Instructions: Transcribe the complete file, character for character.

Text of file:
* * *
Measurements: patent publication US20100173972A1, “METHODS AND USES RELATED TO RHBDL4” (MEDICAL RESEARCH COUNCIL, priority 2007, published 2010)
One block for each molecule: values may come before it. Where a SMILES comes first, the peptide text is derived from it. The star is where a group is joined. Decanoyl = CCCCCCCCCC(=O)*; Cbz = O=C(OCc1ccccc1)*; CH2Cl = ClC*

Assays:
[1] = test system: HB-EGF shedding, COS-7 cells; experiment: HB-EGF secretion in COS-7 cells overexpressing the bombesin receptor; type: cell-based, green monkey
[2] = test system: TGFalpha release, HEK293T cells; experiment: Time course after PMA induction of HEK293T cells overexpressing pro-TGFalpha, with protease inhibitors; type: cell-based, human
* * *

Measurements: patent publication US20100173972A1, “METHODS AND USES RELATED TO RHBDL4” (MEDICAL RESEARCH COUNCIL, priority 2007, published 2010)
One block for each molecule: values may come before it. Where a SMILES comes first, the peptide text is derived from it. The star is where a group is joined. Decanoyl = CCCCCCCCCC(=O)*; Cbz = O=C(OCc1ccccc1)*; CH2Cl = ClC*

Assays:
[1] = test system: HB-EGF shedding, COS-7 cells; experiment: HB-EGF secretion in COS-7 cells overexpressing the bombesin receptor; type: cell-based, green monkey
[2] = test system: TGFalpha release, HEK293T cells; experiment: Time course after PMA induction of HEK293T cells overexpressing pro-TGFalpha, with protease inhibitors; type: cell-based, human